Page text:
Dealer has you fill out form and gets your state issued ID.
Calls System with that info, they compare your info to a list of people that are disqualified (felon, domestic violence, insane) and if they get a close match, you're denied.
If denied, you can appeal, submitting fingerprints to prove you are not said person.
If denied, you have lied on the original form you filled out, and can thus be prosecuted by the ATF for it, but they don't prosecute anybody since it's not worth their time.
False ID could be an issue, obviously. Obvious answer would be a firearms license where your fingerprints are checked to ensure you are who you say and then with said license you could purchase, but of course there won't be a national license of this sort since anti-gun states would never agree to it.
By contrast, in reaction to Kennedy's death in 63 (the rifle was bought through the mail, though not sure how that changed anything), they passes (in 68) a system whereby to ship a gun through the mail, the receiver had to have a Federal Firearms License. It was later changed to become a dealers license, though that was not it's original intent. Now in order to get one, you must have a retail establishment with operating hours, rather than it being a license to buy guns. They also drafted the "Curio & relics" license which was easier to get but only applied to really old guns.
For a concealed weapons license in florida, you need to submit finger prints. It can be done electronically in some places and the process takes less than a week, so there is no actual need for a background check to take longer than a week.
And lastly, the last numbers I saw (was a few years back) was that the average time between when a gun was used in a crime and when it was originally purchased, is 6 years, so mandatory waiting periods don't do a whole lot.
---------- Post added 2012-12-30 at 01:11 PM ----------
---------- Post added 2012-12-30 at 06:17 PM ----------
Wow.As for prot... haha losers he dmg needs a nerf with the intercept shield bash wtf silence crit a clothie like a mofo.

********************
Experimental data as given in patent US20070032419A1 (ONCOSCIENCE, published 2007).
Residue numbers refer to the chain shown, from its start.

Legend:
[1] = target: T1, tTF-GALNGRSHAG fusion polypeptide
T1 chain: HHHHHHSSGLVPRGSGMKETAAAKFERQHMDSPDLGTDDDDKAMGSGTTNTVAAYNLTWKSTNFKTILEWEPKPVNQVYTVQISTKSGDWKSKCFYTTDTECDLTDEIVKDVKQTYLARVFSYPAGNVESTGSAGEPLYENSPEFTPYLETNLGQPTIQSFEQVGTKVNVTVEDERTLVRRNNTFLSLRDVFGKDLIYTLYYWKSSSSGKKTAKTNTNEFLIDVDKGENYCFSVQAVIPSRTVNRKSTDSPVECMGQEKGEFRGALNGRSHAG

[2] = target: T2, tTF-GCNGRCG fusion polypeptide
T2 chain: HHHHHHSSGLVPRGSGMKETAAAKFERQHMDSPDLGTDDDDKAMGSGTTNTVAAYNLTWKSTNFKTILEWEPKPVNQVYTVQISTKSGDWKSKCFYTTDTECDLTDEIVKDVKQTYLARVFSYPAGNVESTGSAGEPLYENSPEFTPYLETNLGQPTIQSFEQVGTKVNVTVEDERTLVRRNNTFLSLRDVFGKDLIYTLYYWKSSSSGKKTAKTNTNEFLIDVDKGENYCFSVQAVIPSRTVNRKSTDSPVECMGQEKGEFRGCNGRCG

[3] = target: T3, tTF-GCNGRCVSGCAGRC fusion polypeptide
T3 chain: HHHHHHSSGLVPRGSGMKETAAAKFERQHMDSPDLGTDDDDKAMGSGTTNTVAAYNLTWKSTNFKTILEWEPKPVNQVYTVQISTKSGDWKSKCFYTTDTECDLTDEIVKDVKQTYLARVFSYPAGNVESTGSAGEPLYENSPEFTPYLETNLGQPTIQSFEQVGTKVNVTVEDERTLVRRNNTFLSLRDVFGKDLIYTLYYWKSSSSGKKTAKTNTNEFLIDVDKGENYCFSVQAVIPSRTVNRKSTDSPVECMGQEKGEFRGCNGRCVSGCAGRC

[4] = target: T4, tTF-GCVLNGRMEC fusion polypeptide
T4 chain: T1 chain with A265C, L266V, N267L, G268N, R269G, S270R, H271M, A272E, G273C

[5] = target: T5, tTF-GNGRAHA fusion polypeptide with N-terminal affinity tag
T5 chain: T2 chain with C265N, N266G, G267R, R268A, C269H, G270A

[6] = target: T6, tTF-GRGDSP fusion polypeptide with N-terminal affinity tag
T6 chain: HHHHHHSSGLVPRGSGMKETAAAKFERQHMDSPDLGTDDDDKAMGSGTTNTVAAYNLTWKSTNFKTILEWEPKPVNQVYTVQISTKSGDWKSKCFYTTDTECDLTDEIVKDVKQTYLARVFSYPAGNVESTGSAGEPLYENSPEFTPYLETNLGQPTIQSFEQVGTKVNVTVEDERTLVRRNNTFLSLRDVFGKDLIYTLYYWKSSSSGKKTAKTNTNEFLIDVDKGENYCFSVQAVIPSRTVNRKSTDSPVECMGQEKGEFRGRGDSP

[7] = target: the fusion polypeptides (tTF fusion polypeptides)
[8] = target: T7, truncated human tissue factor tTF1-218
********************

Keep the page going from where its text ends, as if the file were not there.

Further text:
The TEC-9, as a handgun itself, does have a very "colorful" history with the Feds.
The TEC-DC9's journey to America began with George Kellgren, a Swedish designer of military guns.
In the 1970s, South Africa's apartheid government was in the market for a new gun. It wanted something light and portable, yet capable of firing at machine-gun speed. Kellgren got a contract and designed a military submachine gun, akin to the Israeli Uzi, with a lightweight plastic stock. When South Africa failed to produce it, Kellgren began writing to firearms dealers in the United States, seeking a partner in the manufacturing business. He found one in Miami.
Carlos Garcia, a young man who had fled Cuba with his family, ran a small store in the city's Little Havana neighborhood called Garcia's National Guns. Garcia had no gunmanufacturing experience. But he had a knack for marketing, and he liked the paramilitary look of the handgun Kellgren sketched.
Together they formed Interdynamics Inc. in the early 1980s, producing their handgun and selling it at Garcia's store. They called it the KG-9 - K for Kellgren, G for Garcia - and described it as a weapon "combining the high capacity and controlled firepower of the military submachine gun with the legal status and light weight of a handgun.''
The KG-9 cost about $70 to produce. It was sold as a semiautomatic, firing one bullet with each squeeze of the trigger. But when federal Bureau of Alcohol, Tobacco and Firearms agents examined it, they found the KG-9 could easily be converted to a submachine gun, shooting a stream of bullets with a squeeze of the trigger.
The agency declared the KG-9 an illegal machine gun in 1982 and halted its production. Kellgren and Garcia then introduced the KG-99, a semiautomatic less readily turned into a machine gun. But they sold it with an "assault grip'' accessory designed for two-handed spray firing of a handgun with a 36-round ammunition magazine. Again, ATF stepped in. No assault grip on the KG-99.